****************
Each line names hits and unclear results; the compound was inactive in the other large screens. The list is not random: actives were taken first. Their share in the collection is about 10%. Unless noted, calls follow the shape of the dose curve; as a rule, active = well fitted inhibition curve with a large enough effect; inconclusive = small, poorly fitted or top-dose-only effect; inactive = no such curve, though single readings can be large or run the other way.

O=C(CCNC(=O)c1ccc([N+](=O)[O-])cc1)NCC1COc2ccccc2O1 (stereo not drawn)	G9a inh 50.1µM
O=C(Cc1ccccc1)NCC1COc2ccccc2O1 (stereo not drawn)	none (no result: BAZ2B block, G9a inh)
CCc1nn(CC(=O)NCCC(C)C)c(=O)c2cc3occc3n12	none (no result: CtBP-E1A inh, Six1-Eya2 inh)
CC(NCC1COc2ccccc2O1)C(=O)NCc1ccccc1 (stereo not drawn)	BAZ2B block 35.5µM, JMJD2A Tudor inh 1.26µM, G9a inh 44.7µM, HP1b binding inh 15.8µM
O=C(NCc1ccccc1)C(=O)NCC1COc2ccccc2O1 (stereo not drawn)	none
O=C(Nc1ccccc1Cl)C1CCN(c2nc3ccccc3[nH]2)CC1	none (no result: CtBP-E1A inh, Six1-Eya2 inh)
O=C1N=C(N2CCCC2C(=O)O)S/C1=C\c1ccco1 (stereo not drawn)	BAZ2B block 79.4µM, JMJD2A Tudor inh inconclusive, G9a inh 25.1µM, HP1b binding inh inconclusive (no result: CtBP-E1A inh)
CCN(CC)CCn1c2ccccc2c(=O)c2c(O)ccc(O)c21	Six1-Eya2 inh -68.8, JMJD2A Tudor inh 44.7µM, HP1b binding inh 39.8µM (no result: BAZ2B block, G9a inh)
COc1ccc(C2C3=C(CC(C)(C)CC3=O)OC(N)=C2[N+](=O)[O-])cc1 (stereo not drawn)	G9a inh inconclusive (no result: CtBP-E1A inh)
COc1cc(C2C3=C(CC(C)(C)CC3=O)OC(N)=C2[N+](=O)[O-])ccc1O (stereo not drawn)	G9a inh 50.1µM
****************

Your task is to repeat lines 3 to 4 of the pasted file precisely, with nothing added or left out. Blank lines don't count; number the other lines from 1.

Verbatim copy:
O=C(Cc1ccccc1)NCC1COc2ccccc2O1 (stereo not drawn)	none (no result: BAZ2B block, G9a inh)
CCc1nn(CC(=O)NCCC(C)C)c(=O)c2cc3occc3n12	none (no result: CtBP-E1A inh, Six1-Eya2 inh)